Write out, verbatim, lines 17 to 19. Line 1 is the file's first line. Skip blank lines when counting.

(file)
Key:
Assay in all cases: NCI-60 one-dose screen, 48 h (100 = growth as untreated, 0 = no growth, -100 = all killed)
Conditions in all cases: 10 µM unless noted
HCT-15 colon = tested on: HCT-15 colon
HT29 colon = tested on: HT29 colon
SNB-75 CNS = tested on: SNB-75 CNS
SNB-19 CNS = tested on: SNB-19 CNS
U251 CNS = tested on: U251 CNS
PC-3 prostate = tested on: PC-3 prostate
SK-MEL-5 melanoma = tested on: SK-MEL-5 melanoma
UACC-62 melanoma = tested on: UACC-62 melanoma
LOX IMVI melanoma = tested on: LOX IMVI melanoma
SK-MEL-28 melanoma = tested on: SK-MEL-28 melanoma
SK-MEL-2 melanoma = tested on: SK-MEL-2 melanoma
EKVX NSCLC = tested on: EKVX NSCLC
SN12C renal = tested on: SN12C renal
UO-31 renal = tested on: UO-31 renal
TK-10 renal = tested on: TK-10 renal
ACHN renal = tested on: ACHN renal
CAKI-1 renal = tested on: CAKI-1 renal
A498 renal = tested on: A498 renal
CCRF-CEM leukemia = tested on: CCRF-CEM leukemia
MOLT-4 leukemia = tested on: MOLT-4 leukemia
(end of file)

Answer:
UO-31 renal = tested on: UO-31 renal
TK-10 renal = tested on: TK-10 renal
ACHN renal = tested on: ACHN renal